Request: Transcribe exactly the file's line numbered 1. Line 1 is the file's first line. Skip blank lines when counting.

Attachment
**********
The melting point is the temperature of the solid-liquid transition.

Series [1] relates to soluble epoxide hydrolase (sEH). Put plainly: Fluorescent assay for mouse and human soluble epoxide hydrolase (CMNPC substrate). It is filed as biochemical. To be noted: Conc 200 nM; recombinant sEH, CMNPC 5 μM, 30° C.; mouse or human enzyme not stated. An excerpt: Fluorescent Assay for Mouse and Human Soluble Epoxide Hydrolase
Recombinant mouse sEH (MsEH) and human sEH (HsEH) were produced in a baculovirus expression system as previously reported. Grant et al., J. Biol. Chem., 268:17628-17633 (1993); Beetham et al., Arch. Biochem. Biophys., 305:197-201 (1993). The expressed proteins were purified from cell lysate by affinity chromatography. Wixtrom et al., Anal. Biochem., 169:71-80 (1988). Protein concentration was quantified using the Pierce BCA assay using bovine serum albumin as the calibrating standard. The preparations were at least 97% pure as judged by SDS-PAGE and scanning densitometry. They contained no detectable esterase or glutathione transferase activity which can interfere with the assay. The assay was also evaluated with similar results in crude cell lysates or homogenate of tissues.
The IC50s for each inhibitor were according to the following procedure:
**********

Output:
The melting point is the temperature of the solid-liquid transition.